Are Kiwi Crates worth the money? For our family, yes. Here’s our KiwiCo review.
‘Twas the week before Christmas, and I didn’t have a great gift idea for my 11 and 13 year old sons. I was on the email list for KiwiCo and was getting their holiday specials.
I enjoyed reading their emails from time-to-time. They offered fun and doable science and art activities. My kids and I did some over the years. Others I saved in my endless “to do someday with my kids” list, wherever that is.
Years prior, I saw a friend posting about her kids’ Tinker Crate and another kit on Facebook. I asked her about it, and she was really happy with them. Her kids loved them. Their grandparents bought the subscription for them each year.
Fast forward almost two years later, and I decided to look at what these Kiwi kit crates were all about.
Updated below. I wrote about for how ideal these have been to do during the school closure.
Questions about KiwiCo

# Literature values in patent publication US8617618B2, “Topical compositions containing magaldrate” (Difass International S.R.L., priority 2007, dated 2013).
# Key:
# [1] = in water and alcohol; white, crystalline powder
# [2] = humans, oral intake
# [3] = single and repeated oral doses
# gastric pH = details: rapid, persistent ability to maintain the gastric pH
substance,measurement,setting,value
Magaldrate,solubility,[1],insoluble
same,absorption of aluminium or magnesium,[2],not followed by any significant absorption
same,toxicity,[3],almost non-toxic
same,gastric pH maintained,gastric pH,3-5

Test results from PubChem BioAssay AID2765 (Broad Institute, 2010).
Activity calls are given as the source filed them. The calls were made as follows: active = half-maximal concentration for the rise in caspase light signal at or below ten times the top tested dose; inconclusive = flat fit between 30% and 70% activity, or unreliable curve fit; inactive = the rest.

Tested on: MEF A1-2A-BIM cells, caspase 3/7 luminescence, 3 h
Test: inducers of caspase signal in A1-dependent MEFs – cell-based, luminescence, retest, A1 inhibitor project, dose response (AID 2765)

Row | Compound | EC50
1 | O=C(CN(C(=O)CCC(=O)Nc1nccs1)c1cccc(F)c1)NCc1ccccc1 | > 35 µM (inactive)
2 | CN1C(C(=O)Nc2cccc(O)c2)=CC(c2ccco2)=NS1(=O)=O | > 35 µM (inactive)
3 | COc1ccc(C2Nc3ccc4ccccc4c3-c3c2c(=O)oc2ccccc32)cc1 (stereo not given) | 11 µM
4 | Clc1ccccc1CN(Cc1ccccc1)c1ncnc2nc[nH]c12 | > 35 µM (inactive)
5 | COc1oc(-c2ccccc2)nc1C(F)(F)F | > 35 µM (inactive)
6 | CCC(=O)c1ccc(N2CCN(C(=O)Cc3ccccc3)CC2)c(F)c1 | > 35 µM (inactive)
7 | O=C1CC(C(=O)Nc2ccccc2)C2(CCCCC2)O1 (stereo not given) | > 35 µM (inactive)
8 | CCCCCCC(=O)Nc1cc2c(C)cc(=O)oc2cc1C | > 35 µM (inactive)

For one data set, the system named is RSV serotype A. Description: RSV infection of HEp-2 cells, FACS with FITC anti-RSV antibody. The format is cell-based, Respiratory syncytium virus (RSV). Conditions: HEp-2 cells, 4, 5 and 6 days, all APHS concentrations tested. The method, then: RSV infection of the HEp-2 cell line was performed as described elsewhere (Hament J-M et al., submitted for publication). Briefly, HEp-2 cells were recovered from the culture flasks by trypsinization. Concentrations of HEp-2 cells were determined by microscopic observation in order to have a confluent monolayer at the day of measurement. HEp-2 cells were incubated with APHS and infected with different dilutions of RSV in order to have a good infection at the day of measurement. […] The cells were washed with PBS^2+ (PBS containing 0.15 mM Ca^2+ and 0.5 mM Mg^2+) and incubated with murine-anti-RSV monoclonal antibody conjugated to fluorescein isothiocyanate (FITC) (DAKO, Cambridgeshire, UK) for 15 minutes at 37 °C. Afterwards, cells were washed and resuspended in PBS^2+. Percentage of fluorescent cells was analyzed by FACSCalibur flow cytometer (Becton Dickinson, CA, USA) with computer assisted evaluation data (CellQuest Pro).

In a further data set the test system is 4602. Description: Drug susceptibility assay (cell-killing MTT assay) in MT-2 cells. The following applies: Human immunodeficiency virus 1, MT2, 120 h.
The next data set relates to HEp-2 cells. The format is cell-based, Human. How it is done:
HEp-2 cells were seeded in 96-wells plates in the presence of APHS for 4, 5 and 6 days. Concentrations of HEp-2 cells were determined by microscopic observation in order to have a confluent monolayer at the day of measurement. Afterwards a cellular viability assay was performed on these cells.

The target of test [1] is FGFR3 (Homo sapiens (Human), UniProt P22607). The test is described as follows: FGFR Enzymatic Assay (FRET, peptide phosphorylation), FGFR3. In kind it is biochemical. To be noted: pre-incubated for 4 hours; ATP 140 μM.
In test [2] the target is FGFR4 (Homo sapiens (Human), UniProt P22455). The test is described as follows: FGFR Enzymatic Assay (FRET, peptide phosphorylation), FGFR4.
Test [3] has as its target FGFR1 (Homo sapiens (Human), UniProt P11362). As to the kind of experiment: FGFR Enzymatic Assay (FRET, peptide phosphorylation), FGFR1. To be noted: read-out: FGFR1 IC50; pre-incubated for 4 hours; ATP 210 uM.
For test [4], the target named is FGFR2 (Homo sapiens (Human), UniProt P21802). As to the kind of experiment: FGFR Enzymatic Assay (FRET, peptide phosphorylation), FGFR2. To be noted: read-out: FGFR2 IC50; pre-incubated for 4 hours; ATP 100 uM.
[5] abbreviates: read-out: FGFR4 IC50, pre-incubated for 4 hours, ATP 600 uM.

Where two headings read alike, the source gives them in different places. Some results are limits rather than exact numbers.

My questions and concerns before trying Kiwi crates were:
- Will shipping make it cost prohibitive?
- Are the kits worth the money?
Questions about KiwiCo:
- Would my kids — who were definitely aging out of toys — want to do this?
- Will the kits be too easy?
- Would this be one more thing to pile up in the closet, untouched?
- STEM kits are popular; what sets Kiwi crates apart?
Basically, I wanted to know:
Would these crates be another thing I have to nag my kids to do?
Like many parents, I know I’m always looking for ways to engage them and to get them away from electronic devices.
I also know I’ve bought my fair share of crafts, science kits, and other sets and projects thinking we would do them but we never did.
Or we finally did them but it was a chore to do — not something to look forward to but something to cross off my mental list.
All of this would just add to my overall guilt about wasting money and the pressure to offer my kids enriching experiences.
Kiwi crates as gifts
But in sort of a feeling desperate state — first world problems of not knowing what to give my kids for a gift — I opened up one of Kiwi Co’s holiday sale emails, and looked at the various kits.
I learned a lot by finally going to their website. I didn’t realize this subscription service was for all ages.
Also, I didn’t know they categorized the kits by interest.
For wee ones this would be Discovery and Exploration and Playing and Learning.
For ages 5 and up, there is Art, Science, Design, Technology, Art, Geography, Engineering, and Math.